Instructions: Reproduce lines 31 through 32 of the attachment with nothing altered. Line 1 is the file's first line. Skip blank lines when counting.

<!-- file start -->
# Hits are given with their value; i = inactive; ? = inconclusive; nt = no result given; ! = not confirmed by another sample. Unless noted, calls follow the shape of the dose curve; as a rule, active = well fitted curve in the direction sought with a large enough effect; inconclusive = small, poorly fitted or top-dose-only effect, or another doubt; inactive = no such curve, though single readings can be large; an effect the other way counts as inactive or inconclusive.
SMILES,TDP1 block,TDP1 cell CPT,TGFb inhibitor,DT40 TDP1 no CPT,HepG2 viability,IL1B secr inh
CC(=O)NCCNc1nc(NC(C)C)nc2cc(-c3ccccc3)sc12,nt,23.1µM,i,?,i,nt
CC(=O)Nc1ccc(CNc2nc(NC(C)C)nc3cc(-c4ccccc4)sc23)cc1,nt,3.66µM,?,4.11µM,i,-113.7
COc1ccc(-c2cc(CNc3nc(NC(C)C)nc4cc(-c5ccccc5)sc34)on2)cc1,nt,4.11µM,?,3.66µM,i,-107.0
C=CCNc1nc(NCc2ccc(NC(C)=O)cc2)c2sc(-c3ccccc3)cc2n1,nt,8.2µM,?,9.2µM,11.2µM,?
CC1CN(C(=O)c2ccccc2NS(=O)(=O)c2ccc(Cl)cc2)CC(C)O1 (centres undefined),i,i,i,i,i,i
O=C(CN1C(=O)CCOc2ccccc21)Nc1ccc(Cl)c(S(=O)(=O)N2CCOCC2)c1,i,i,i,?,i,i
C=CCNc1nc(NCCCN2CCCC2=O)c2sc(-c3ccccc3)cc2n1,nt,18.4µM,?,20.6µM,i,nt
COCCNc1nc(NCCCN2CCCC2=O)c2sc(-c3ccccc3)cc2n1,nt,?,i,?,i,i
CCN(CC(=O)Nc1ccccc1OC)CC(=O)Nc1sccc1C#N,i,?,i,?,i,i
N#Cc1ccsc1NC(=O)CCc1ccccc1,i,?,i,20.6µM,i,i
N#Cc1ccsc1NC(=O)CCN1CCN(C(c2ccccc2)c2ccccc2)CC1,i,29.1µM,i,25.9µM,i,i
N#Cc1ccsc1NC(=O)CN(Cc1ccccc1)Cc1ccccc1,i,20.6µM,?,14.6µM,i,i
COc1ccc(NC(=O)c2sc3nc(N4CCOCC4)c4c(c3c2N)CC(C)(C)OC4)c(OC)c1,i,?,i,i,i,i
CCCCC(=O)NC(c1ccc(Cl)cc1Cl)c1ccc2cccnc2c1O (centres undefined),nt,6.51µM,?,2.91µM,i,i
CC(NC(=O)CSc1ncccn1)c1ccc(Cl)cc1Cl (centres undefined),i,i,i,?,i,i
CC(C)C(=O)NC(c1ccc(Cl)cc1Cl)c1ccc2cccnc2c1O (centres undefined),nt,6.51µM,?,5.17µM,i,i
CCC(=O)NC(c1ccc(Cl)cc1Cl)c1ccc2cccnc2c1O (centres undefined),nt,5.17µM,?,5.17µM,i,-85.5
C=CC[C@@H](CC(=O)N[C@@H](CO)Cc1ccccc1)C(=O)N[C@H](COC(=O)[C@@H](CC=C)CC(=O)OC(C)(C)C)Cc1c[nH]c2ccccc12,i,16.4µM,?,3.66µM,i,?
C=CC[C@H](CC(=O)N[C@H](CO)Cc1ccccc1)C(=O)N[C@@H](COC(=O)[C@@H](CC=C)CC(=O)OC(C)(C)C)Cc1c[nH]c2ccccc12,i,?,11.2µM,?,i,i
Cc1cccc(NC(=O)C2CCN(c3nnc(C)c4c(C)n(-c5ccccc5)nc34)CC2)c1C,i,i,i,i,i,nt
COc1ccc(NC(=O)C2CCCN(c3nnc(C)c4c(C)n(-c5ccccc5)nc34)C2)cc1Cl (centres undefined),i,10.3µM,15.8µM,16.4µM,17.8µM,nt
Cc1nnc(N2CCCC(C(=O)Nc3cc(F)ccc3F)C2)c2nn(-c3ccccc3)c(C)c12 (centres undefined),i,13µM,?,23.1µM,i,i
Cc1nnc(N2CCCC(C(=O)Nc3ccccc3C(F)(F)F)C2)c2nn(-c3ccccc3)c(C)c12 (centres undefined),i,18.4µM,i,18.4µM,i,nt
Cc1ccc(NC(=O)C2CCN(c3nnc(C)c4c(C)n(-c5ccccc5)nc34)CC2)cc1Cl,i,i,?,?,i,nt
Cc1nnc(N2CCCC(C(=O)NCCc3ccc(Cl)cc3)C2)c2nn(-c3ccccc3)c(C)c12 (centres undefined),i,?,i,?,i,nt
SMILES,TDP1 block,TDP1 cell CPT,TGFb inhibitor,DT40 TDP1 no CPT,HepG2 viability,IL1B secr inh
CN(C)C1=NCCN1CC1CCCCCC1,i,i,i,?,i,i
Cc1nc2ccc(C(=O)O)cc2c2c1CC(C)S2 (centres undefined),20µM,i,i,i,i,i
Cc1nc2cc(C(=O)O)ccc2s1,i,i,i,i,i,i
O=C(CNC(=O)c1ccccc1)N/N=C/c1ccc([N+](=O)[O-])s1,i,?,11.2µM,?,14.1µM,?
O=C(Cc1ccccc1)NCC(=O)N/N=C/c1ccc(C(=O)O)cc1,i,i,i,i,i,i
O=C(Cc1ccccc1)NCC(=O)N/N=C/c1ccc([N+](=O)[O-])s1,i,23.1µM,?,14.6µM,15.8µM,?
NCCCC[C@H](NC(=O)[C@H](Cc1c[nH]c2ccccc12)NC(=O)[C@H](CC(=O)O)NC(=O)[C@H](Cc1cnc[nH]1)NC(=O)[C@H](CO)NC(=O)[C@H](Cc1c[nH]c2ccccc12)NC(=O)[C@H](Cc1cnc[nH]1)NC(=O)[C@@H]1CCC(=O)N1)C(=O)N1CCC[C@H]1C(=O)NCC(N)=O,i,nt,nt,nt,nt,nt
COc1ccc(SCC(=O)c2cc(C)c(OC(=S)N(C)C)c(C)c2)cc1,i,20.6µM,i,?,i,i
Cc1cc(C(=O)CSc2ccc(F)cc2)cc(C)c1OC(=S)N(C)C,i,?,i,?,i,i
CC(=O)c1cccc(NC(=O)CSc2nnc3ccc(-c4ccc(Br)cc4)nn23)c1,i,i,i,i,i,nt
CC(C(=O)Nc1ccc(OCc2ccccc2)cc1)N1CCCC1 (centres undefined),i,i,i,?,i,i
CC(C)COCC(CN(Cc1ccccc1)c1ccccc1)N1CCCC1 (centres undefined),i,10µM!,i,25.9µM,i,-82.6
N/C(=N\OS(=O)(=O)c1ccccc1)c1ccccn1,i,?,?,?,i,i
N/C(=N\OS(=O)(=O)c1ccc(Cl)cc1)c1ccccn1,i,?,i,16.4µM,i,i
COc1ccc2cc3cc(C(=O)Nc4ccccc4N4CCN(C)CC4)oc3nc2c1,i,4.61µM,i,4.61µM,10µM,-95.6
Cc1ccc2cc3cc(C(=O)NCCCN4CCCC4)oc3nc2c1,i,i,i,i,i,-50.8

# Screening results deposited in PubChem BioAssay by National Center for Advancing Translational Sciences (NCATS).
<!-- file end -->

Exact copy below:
Cc1nc2cc(C(=O)O)ccc2s1,i,i,i,i,i,i
O=C(CNC(=O)c1ccccc1)N/N=C/c1ccc([N+](=O)[O-])s1,i,?,11.2µM,?,14.1µM,?